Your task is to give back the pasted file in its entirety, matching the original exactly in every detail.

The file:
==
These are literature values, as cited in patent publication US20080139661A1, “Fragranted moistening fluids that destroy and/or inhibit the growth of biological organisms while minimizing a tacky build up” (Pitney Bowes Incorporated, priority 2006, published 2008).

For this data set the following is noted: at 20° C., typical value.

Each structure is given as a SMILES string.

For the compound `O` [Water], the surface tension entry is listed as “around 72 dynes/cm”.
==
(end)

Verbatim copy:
These are literature values, as cited in patent publication US20080139661A1, “Fragranted moistening fluids that destroy and/or inhibit the growth of biological organisms while minimizing a tacky build up” (Pitney Bowes Incorporated, priority 2006, published 2008).

For this data set the following is noted: at 20° C., typical value.

Each structure is given as a SMILES string.

For the compound `O` [Water], the surface tension entry is listed as “around 72 dynes/cm”.